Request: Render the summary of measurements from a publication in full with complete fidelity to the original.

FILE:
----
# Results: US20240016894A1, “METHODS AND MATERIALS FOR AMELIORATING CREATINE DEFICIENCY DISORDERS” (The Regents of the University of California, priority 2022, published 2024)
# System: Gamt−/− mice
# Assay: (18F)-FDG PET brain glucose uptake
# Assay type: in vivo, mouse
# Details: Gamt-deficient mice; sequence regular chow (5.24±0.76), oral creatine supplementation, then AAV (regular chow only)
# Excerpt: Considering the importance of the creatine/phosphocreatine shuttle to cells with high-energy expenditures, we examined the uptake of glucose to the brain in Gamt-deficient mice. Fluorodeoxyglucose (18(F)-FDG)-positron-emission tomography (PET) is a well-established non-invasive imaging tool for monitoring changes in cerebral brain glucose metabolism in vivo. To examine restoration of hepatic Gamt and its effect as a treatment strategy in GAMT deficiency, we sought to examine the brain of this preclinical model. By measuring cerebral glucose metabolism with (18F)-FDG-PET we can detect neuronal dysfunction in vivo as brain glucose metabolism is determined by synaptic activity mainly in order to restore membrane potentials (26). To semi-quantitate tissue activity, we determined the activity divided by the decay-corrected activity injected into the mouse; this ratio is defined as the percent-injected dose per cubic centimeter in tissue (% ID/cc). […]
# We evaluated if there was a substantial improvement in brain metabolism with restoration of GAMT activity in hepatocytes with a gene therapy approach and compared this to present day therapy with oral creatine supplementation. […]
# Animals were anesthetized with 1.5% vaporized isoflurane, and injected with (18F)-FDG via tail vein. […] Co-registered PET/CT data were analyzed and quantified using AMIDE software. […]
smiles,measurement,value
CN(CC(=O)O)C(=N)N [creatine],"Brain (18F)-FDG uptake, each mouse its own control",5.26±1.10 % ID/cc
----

# Results: US20240016894A1, “METHODS AND MATERIALS FOR AMELIORATING CREATINE DEFICIENCY DISORDERS” (The Regents of the University of California, priority 2022, published 2024)
# System: Gamt−/− mice
# Assay: (18F)-FDG PET brain glucose uptake
# Assay type: in vivo, mouse
# Details: Gamt-deficient mice; sequence regular chow (5.24±0.76), oral creatine supplementation, then AAV (regular chow only)
# Excerpt: Considering the importance of the creatine/phosphocreatine shuttle to cells with high-energy expenditures, we examined the uptake of glucose to the brain in Gamt-deficient mice. Fluorodeoxyglucose (18(F)-FDG)-positron-emission tomography (PET) is a well-established non-invasive imaging tool for monitoring changes in cerebral brain glucose metabolism in vivo. To examine restoration of hepatic Gamt and its effect as a treatment strategy in GAMT deficiency, we sought to examine the brain of this preclinical model. By measuring cerebral glucose metabolism with (18F)-FDG-PET we can detect neuronal dysfunction in vivo as brain glucose metabolism is determined by synaptic activity mainly in order to restore membrane potentials (26). To semi-quantitate tissue activity, we determined the activity divided by the decay-corrected activity injected into the mouse; this ratio is defined as the percent-injected dose per cubic centimeter in tissue (% ID/cc). […]
# We evaluated if there was a substantial improvement in brain metabolism with restoration of GAMT activity in hepatocytes with a gene therapy approach and compared this to present day therapy with oral creatine supplementation. […]
# Animals were anesthetized with 1.5% vaporized isoflurane, and injected with (18F)-FDG via tail vein. […] Co-registered PET/CT data were analyzed and quantified using AMIDE software. […]
smiles,measurement,value
CN(CC(=O)O)C(=N)N [creatine],"Brain (18F)-FDG uptake, each mouse its own control",5.26±1.10 % ID/cc